• Reach out pro-actively to people in need through specific actions, so customers know their purchases are doing more than just pumping up profits;
  • Actively protect customer data and explain how the company complies with data privacy laws, with opt-in features on all communications.

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So What Is Unethical Marketing?

That’s easy to answer. When a company acts in ways that – if an individual followed suit – would shock their family, friends, and faith community, it’s acting unethically. This is usually apparent in four key areas: the environment; wages and working conditions; iffy financials; and murky political connections.

Wise marketers know that mere words are easily twisted and tweaked – but the truth will always surface. This is why they avoid misleading advertisements and deceptive marketing practices, which are unconvincing (at best) or repugnant (at worst) to today’s insta-savvy consumers.

The good news is that modern information and communication technology (ICT) is definitely on the side of consumers seeking a better world for themselves, their children, and grandchildren. In fact, a recent (2019) Corporate Social Responsibility Survey conducted by the American Family Life Assurance Company (AFLAC) found that three-quarters of US consumers will react negatively if they believe a company is acting irresponsibly in any way.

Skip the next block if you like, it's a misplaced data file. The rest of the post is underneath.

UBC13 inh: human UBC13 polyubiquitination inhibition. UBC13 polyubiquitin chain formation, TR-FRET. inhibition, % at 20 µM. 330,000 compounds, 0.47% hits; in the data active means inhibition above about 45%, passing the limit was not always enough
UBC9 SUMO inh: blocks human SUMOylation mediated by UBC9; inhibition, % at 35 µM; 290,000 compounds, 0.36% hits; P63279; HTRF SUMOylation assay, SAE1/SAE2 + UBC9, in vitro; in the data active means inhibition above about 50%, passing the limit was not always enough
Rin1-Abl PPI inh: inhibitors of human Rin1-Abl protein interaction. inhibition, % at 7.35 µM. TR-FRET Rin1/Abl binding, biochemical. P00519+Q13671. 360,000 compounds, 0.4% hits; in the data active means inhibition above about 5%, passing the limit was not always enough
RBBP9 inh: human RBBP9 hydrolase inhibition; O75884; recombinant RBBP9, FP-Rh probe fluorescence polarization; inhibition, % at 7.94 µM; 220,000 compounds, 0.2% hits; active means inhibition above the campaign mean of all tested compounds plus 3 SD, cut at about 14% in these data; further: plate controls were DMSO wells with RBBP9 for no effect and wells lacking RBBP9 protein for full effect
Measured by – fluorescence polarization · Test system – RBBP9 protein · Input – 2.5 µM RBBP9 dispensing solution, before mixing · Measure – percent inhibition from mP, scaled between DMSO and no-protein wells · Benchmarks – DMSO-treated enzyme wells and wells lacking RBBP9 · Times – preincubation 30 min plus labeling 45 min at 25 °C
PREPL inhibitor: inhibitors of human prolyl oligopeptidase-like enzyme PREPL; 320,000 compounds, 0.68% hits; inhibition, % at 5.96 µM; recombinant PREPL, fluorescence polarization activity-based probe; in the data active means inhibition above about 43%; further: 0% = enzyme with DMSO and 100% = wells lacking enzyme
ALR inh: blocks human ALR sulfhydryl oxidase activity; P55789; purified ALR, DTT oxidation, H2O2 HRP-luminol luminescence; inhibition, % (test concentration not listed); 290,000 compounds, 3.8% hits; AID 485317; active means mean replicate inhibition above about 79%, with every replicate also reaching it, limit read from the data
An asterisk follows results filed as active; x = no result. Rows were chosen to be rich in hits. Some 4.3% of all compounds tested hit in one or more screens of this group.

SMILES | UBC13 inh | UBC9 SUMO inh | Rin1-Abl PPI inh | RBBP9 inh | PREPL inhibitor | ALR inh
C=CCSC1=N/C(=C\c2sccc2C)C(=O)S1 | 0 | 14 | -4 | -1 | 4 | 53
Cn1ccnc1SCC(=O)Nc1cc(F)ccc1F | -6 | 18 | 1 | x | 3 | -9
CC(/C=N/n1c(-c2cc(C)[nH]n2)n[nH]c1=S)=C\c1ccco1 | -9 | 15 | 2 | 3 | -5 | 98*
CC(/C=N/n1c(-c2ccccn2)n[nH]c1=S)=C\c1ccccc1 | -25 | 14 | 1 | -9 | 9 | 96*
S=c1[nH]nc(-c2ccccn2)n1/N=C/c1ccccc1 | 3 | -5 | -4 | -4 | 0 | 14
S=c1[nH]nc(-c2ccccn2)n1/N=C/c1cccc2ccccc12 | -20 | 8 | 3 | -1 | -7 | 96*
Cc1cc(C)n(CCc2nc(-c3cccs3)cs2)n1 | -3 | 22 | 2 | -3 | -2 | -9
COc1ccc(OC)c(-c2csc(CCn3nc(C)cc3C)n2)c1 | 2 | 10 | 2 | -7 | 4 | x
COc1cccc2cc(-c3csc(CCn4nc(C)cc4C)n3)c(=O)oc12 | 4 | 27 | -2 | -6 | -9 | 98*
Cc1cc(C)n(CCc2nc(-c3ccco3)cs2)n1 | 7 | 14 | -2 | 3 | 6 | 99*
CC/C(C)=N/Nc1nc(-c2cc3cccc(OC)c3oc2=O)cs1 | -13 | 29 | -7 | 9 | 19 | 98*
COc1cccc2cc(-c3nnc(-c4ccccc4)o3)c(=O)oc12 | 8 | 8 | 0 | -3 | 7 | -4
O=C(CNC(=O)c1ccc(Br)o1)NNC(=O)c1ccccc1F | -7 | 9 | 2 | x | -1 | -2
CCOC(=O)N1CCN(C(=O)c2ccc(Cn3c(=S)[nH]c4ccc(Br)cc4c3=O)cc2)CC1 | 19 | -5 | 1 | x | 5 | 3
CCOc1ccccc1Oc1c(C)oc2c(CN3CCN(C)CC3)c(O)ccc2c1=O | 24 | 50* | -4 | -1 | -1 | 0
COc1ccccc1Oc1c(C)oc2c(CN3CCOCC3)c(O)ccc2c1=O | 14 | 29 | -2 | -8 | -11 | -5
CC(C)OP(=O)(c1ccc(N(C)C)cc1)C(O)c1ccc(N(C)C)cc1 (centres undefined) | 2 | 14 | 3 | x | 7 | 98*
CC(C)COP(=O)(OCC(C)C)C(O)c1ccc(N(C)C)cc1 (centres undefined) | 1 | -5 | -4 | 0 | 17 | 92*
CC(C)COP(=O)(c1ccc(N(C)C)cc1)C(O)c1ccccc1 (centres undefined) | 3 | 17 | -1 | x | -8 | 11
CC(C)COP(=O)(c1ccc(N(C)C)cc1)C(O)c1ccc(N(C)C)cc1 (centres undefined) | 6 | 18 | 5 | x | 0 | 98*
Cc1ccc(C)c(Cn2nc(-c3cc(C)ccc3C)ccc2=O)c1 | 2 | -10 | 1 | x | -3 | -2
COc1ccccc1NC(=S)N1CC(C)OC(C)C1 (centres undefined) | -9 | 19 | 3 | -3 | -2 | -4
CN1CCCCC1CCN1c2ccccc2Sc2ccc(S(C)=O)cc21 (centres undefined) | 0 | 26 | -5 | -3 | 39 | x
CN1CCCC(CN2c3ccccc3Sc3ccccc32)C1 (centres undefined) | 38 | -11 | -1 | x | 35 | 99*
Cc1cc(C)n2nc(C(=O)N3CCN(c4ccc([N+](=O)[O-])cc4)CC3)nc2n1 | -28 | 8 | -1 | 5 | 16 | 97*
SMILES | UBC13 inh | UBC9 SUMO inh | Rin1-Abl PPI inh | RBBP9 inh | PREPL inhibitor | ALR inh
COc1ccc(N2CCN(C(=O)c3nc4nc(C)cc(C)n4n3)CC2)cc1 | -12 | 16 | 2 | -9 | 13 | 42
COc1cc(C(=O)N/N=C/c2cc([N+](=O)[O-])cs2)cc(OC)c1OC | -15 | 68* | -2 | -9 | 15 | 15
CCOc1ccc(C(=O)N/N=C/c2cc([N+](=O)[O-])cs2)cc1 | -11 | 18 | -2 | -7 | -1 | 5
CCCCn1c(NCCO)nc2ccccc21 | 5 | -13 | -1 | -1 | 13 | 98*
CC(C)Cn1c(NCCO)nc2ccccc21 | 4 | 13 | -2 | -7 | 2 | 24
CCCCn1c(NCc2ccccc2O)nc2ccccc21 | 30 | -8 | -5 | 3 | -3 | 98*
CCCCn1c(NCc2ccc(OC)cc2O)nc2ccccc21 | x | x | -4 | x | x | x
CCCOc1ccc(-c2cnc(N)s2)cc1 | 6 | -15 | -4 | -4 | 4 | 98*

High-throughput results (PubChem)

Ethical Marketing 101

Stripped down to its basic concepts, ethical marketing is quite simple. It’s based on principles that underpin many societies around the world (but have too often been outweighed by other factors). Here’s a brief outline of the ten principles that steer ethical marketing actions:

  1. Accountability: this requires publicly accepting ownership of all outcomes – whether good and bad – of business activities, admitting adverse situations, and detailing the steps intended to counteract their effects; 
  2. Diversity: any ethical marketing strategy must actively benefit as many population groups as possible, pushing inclusion envelopes beyond the boundaries of gender, race, creed, nationality, ability, or age;